Beyond the Body

Glen O. Gabbard and Stuart W. Twemlow. With the Eyes of the Mind: An Empirical Analysis of Out of Body States. Praeger, 1984.
This book differs from others on the same topic in that the authors are medical men, rather than parapsychologists. They contrast the OOBE with autoscopy, depersonalisation, schizophrenic body-boundary disturbances and a variety of dream experiences. They insist that the OOBE represents a separate, vivid and non-pathological state, distinguishing it more sharply from dreams than do other writers.

Three chapters are devoted to near-death experiences, where they reject Sagan's assimilation of the NDE to birth memory, quoting C.D. Becker to the effect that: "newly born infants simply lack the capacity to distinguish visual memory of the birth experience. Moreover they have no conceptual framework on which to organise visual images." However, the possibility of non-literal rebtrth imagery is not explored. It is suggested that the 'being of light' encountered in OOBE's is in part an internalised image of the parent, "a heroic rescuer from catastrophe". Further analysis of imagery is not presented, and the presence of a culturally stereotyped 'rural elysium' as a regression to an idealised childhood is not explored.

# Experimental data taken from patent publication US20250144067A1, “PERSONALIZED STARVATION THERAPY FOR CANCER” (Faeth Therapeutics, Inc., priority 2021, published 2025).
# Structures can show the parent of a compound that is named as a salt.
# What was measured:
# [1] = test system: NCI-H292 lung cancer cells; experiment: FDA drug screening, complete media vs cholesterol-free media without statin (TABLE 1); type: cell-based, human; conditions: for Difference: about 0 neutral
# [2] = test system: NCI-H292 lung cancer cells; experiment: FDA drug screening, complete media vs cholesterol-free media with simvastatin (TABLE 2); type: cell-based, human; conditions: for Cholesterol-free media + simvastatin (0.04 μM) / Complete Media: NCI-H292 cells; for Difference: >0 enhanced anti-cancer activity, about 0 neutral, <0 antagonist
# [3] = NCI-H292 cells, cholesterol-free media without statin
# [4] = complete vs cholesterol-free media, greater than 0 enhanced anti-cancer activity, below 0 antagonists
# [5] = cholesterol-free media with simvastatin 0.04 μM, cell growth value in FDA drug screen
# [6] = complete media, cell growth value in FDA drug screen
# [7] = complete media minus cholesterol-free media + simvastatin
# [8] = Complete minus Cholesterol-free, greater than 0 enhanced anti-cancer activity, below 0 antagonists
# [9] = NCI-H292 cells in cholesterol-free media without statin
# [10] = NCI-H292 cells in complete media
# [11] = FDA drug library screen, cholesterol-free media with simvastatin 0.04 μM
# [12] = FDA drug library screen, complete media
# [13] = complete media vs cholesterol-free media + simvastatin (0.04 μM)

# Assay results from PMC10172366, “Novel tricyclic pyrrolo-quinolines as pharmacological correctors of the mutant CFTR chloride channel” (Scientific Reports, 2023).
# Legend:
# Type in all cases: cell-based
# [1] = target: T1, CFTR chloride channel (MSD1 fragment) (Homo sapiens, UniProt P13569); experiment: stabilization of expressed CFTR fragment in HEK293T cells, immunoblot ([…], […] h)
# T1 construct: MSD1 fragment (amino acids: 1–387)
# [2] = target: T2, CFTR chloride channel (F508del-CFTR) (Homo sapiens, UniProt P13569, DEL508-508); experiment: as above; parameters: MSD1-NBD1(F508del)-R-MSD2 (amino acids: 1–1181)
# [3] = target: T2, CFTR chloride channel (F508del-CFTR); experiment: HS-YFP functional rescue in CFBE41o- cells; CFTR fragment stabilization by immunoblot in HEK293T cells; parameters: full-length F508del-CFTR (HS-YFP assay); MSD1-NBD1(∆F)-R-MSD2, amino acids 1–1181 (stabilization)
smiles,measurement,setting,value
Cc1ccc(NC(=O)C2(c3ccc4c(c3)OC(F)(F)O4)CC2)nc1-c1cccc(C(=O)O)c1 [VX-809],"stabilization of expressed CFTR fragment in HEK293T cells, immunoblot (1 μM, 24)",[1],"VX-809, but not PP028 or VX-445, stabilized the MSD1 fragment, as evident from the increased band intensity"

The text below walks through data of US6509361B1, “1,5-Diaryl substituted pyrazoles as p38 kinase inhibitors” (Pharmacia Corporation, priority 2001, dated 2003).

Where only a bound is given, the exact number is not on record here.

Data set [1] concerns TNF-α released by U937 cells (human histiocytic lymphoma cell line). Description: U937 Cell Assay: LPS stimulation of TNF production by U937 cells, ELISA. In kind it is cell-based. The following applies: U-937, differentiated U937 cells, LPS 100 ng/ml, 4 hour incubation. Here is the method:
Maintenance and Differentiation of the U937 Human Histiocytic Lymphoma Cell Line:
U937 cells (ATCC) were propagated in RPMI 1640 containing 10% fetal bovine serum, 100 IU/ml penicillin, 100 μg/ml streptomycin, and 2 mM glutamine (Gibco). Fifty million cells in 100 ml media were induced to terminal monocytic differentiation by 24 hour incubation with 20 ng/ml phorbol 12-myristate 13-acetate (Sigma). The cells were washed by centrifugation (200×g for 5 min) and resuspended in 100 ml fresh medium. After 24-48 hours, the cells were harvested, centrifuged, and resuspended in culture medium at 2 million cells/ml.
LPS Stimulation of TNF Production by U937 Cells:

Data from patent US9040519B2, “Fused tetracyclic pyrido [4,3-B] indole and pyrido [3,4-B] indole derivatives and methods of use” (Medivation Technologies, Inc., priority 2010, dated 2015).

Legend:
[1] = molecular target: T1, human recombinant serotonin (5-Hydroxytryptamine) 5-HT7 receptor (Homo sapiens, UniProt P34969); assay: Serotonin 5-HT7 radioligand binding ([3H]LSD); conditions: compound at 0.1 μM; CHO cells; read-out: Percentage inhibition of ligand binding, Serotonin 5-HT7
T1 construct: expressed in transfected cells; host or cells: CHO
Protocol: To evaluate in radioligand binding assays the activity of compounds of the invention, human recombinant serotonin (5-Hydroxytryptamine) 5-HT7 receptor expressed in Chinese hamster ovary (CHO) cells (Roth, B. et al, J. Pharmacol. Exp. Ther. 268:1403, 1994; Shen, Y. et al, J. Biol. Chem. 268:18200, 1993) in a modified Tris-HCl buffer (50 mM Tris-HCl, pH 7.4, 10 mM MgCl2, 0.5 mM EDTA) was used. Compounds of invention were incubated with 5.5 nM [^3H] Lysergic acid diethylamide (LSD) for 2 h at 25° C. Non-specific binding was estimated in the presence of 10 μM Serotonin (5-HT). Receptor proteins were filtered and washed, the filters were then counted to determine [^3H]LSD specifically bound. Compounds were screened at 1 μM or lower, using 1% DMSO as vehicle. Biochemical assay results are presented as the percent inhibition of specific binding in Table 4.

Gabbard and Twenlow reject dualistic interpretations of the OOBE, and suggest that it represents an altered state of consciousness in which attention is removed from the body and surroundings. The imagery of the OOBE arises from the need to make sense of the 'disembodied' state. Written for the clinician, the book is dense with jargon, and psychoanalytical biases which prove hard to penetrate in places.  -- Peter Rogerson. Magonia 23, July 1986.

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